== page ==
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Why are Photographers (artists whatever..) , so serious?


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I feel artiste or photographers and people in fact in general, should always carry a sense of humour(humor?) with you all the time.


WHen you post something on the net, please, leave your egos on your lap and just laugh at yourself when you get laughed at and laugh louder at others who laughed at you.


Seriously, we are too serious!


:)(just in case...)

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All some people have to do is imagine themselves �artistes� and then their self-appointed status is supposed to render them exempt from the constraints imposed upon ordinary mortals. This amazing transformation usually occurs when they acquire a smidgen of ability with any kind of tool associated with the production of �art�, and particularly afflicts those who obtain a camera (the more glamorous, the greater their glory) and are thrilled to discover that they can sometimes squeeze an image therefrom (it need not be intelligible, but it helps). Then when someone who has seen countless effusions of similar questionable value dares to impugn one small detail they either fly into a fit of self-righteousness or retreat into a depression, finally realizing they have been deceiving themselves all along.
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The old saying: <B>"If you're rich, you're eccentric; if you're poor, you're insane."</B>

<P>Is there a dilution of the "art" of photography going on, now that anyone with a cell phone can be classified as one? What is an artist? I suppose everything is art. If it sells, then it's a masterpiece.

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<i> is just a person who has called what he/she has 'created' art.. </i><p>


Not really. Students of art know that this issue is a canard whose merits many like to

argue; Marcel Duchamp highlighted this point with his <i>Fountain</i>: <p>


http://www.sfmoma.org/collections/recent_acquisitions/ma_coll_duchamp.html <p>


You can argue its merits all you want, but the intent of the work is all that's needed

for art to be claimed to be so. Otherwise, we just have a Babel of conficting,

personalized definitions of "art." If you want to have that arguement, fine; do it with

someone else.

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�[� Z , I have read some of your critiques, that is, when you have written more than just giving a numeric rating. Your critiques show a lot of insight and it is a shame that you do not write more while you are rating photographs. Why?
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<I>Artistic temperament.</I>

<P>OK, makes sense now. Quite a temperament though! Appreciate your insights nonetheless (rare as they are).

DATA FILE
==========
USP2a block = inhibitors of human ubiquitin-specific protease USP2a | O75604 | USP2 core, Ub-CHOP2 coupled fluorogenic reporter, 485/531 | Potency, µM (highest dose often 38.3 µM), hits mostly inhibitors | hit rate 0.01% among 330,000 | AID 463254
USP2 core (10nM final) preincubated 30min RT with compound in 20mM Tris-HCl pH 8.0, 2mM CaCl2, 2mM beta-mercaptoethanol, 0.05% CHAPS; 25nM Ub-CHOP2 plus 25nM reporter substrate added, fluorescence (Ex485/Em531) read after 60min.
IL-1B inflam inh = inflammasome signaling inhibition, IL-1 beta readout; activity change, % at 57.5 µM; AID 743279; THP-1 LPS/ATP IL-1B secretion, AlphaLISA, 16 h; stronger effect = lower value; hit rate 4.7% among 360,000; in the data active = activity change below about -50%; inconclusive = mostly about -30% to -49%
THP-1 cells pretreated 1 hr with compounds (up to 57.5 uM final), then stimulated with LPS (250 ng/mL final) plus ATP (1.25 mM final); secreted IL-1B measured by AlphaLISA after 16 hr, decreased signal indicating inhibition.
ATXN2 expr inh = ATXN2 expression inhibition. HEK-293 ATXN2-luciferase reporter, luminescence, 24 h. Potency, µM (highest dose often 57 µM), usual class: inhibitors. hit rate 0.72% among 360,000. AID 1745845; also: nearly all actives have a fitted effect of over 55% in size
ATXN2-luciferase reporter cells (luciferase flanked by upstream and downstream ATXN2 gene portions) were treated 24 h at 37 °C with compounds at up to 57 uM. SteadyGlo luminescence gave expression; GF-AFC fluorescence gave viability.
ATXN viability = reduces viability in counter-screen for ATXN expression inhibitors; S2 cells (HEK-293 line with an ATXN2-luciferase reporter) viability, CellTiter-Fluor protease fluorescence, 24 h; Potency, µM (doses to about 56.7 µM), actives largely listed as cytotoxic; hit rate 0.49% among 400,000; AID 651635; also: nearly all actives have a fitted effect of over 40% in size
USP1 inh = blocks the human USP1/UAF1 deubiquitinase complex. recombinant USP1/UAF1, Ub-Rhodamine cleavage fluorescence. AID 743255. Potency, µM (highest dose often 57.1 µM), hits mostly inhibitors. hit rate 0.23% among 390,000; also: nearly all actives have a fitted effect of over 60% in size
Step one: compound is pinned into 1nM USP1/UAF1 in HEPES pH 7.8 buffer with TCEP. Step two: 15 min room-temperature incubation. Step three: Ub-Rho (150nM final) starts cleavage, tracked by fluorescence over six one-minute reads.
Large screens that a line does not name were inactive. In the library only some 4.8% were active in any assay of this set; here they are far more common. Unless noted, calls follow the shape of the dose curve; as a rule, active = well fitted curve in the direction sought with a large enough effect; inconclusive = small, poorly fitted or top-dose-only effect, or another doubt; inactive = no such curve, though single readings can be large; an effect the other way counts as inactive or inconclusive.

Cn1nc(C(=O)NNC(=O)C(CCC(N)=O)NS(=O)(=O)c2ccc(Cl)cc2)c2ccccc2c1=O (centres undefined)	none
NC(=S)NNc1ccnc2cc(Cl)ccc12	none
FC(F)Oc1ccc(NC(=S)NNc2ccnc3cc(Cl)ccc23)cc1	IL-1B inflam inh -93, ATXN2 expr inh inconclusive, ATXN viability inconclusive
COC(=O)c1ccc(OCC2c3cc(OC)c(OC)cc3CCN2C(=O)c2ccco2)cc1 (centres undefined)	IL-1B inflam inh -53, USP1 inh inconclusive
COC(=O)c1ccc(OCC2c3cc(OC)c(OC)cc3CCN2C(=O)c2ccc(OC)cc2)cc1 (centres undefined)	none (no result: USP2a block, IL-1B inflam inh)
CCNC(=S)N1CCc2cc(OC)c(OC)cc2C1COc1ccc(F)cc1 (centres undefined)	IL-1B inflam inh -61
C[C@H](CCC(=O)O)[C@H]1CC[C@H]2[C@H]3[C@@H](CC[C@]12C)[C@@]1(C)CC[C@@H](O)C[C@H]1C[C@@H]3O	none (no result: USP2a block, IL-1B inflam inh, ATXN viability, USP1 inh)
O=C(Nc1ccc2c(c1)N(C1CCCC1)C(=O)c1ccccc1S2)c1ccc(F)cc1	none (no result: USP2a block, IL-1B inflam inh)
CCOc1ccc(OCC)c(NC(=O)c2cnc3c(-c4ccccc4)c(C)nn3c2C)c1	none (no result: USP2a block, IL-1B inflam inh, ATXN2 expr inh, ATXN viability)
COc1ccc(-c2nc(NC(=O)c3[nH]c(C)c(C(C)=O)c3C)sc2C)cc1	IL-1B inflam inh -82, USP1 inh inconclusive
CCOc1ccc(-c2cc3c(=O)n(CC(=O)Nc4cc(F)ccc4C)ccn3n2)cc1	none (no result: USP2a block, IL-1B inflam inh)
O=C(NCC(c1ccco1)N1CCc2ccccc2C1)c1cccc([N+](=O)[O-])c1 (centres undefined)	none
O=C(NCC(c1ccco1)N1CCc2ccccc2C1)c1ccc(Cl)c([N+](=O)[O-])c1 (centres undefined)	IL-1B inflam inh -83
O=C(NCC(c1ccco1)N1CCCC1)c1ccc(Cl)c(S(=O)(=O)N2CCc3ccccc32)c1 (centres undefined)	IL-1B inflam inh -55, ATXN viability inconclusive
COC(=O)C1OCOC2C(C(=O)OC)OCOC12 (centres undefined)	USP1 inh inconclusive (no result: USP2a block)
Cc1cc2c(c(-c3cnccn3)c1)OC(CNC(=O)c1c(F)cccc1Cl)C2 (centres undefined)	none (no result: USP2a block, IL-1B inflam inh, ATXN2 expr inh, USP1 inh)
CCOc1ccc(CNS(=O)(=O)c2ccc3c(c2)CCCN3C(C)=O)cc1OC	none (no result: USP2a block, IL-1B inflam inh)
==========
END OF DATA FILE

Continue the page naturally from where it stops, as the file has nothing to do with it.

<P>I liked this explanation of the whole ratings thing (to someone who experienced a higher rating than he thought he would get):

<P><I>It's the Kibbitz Effect. Not as bad as mate-rating, but better-than-deserved ratings from people who are 'being nice' because they have interacted with you previously... whether or not they realize they're doing it.</I>

<P>Makes a case for anonymous ratings being the only purely unbiased ones.

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"Anyone who creates a work he calls art ..is just a person who has called what he/she has 'created' art.. "


No, this is wrong, sorry. Art is a lot of things, including what gets into galleries, and its meaning has evolved historically. But all of these uses add up to a set of meanings for the word which do correspond to a component of our "form of life". A gun is not a gun just because I call it so, similarly art is not art just because I call it so. Or to stay within the more social domain, a game is not a game because I decide to call it that - for instance, torturing a dog to death is not a game; if we were to call it such, it would be in an ironic sense. Similarly art is something which has agreed boundaries in our lives (and part of the agreement is that it those boundaries should be relatively vague and open to re-agreement) - again, torturing a dog to death could not easily be art.


Kevin - don't you know that it's rude to make comments about people's names? It's really getting tiresome. Either find something substantive to say, or drop it.

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Although I would also disagree with the argument from intention, Z - intention is a valuable metric _inside_ the social form we call "art", especially when it comes to revolutionary movements (hence Duchamp), but it does not and cannot set the bounds (the grammar, if you like) of that social form, because meaning is always conventional and thus a shared social property.
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